View Full Version : Some Sunset Pictures from Holland

10-23-2008, 05:21 PM
Hello everyone,

It's been a while since my last post. I have been really busy the last two months. My study and job have taken up a lot of time and I'm also in charge of making the yearbook at my student club, so I had hardly any time to spend posting here. I did take lots of pictures, though. I shot some pictures at the wedding party of my nephew. They hired a pro for the ceremony and formals, but asked me to shoot the party. I may post some pictures I took in the POTD thread.

Also, I took lots and lots of pictures at all the parties that were organized at the beginning of the academic year and lots of other activities that were organized at my student club.

Anyway, until yesterday I had no time to shoot any landscapes. So, when I had some free time yesterday and the weather was nice, I decided to take some pictures in the park near to my house. Here are some of the pictures I took:







All except no. 4 are HDRs. The last two are with the 10-20, the others with the 17-70. I took these using my new tripod, the Manfrotto 190 XBPro with a 488RC4 ball head. Compared to my old tripod, a ancient velbon one, this one is just so much better. It's a lot more steady and the ball head is very easy to adjust. Also, I love the quick release plate. I should have gotten a good tripod a lot earlier.

Anyway, from now on I'll be shooting my HDRs from a tripod when I can, because results are quite a lot sharper (although that is not as clear on these small pictures) and a lot easier to put together. Also, there is a lot less noise, because now I can actually use the longest exposure. The longest exposure was often blurred because it was too hard to handhold and my tripod was unsteady. I used to get that exposure by raising the mid exposure two stops.

Anyway, thanks for watching these pictures. I hope you enjoyed them. C&C is as always welcome and much appreciated.



10-23-2008, 05:59 PM

Dread Pirate Roberts
10-23-2008, 08:29 PM
Nice shots, good to have you back posting.
No 5 really hit me, beaut reflection.

10-23-2008, 08:58 PM
I love number 1. Wow.

10-23-2008, 09:49 PM
Hi Dennis, it's good to see you back. Glad you got the tripod, I'm sure you'll really use it. Did you get a bag for it yet? I got a bag for my new tripod that is too big ... :rolleyes: Anyway, glad to see your shots, I like the lighting on the grass in #2.

10-24-2008, 01:50 AM
Great pictures Dennis. You can definitely see the sharpness come through. What PP did you do for sharpening?

I love the backlighting of the grass on number 2 and number 5 is my favourite for sure. Amazing reflection and fantastic lighting.

Good to see you back!

10-24-2008, 03:41 AM
Thanks for the comments, everyone. I'm glad you like the pictures.

Tori, I did not get a bag for my tripod yet, but am definitly planning to get one. Cycling around while holding the tripod isn't very comfortable. I think I'll just take my tripod to the store to make sure I get a bag with the right size :)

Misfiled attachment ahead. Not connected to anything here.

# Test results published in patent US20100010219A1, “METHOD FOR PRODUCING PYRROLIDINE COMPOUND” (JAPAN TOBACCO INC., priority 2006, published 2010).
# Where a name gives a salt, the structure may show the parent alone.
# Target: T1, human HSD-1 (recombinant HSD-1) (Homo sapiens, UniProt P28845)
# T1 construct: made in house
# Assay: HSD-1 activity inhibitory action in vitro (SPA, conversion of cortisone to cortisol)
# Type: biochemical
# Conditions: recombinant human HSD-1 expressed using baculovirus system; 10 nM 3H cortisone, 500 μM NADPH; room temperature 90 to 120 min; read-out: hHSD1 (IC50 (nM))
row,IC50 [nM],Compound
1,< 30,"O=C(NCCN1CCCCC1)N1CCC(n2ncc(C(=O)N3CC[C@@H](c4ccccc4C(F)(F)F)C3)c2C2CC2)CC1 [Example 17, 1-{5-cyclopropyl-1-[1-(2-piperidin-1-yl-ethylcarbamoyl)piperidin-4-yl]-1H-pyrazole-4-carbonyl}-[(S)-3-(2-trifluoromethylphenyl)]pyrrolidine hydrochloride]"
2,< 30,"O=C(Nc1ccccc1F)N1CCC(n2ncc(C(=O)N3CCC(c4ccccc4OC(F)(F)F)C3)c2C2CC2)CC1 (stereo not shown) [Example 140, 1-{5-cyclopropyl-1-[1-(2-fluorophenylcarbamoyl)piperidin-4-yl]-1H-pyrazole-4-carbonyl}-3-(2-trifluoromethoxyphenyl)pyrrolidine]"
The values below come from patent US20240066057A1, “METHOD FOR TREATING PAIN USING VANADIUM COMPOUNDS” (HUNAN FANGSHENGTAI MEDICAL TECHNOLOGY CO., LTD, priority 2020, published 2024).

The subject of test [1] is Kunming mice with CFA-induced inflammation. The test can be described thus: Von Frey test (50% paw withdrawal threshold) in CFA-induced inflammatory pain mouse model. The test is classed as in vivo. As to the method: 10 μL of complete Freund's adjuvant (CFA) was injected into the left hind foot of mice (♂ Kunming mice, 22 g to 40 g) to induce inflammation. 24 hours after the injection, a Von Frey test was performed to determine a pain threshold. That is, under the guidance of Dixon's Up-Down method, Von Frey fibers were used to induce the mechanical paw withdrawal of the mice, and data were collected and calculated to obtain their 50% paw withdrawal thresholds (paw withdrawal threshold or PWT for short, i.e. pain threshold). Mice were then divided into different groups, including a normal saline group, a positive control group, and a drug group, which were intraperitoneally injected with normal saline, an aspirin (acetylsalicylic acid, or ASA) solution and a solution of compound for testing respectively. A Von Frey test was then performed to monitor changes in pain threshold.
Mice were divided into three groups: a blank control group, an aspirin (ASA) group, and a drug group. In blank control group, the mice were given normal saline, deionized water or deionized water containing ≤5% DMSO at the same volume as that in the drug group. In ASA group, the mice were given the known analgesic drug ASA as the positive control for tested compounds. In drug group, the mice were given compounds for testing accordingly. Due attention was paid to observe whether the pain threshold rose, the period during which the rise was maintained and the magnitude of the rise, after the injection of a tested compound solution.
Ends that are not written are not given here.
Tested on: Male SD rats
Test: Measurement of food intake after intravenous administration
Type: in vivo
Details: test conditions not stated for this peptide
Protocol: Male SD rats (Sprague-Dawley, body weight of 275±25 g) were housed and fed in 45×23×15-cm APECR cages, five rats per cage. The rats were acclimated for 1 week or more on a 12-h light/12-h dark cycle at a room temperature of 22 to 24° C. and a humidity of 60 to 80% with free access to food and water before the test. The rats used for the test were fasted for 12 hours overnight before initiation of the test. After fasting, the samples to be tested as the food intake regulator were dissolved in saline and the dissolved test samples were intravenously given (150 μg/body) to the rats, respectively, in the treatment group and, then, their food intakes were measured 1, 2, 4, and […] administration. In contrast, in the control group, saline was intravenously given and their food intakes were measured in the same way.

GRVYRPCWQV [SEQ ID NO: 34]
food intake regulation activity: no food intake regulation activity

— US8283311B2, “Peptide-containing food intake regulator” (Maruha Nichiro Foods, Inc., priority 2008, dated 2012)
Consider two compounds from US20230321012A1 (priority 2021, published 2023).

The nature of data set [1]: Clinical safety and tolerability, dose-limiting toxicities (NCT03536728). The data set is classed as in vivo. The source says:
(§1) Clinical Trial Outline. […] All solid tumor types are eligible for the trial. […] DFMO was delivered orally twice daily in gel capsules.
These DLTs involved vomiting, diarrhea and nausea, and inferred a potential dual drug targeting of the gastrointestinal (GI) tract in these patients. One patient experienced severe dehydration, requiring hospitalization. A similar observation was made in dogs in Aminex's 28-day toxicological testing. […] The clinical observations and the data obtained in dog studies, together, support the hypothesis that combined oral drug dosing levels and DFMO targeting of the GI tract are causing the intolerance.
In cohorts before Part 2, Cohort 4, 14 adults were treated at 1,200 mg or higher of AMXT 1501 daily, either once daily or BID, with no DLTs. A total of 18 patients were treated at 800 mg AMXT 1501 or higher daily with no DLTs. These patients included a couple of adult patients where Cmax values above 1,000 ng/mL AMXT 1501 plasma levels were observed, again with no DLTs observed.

Phil, I always use an unsharp mask (strength 70, radius 0.7, threshold 0) after resizing, to recover details lost while resizing. The first three pictures were sharpened a bit more using Neatimage. This program gets rid of the noise in the shadows, but is also quite good in sharpening the right parts of the picture.

10-24-2008, 03:55 AM
Put me in the number 2 photo fan club,
missed having you around Dennis.

10-24-2008, 06:50 AM
good to have you back mate great set!

10-24-2008, 07:33 AM
love the reflections in those shots....#5 is my favourite...

Phill D
10-24-2008, 01:22 PM
Yep it's nos 2 & 5 for me too. How did you get the grass to show up like that it's very striking.

10-24-2008, 02:47 PM
Thanks for the comments. I'm glad you like the images.

About the second image:
It's a HDR made of four different images. The dynamic range of the scene was quite large, because it was about 15-20 minutes before the actual sunset. One part of the grass/leaves was backlit by the sun shining throuth the trees while other parts were in the shade (this explains the different shades of green). I set up the tripod quite close to the ground, so the grass would be in the foreground of the picture.

I took three shots using bracketing. To keep the colour in the sky, the darkest shot was quite severly underexposed. Due to this and the high dynamic range of the shot I had to boost the exposure of the brightest shot with two f-stops, to get more shadow detail in the result. This shot looked as follows:


Blending this with the other shots using Photomatix (Tone Compression)gave the following result:


I saved it as a 16-bit tiff (to get more flexibility for further editting) and then openened it in Capture NX. In Capture NX I brightened the shadows, used curves to get the overal contrast right and then used 15-20 colour control points to get the details the way I wanted them. I usually use these things to boost the contrast of certain details or to change brightness of certain parts of the image.
Finally I reduced the noise in the image using Neatimage and sharpened it a little.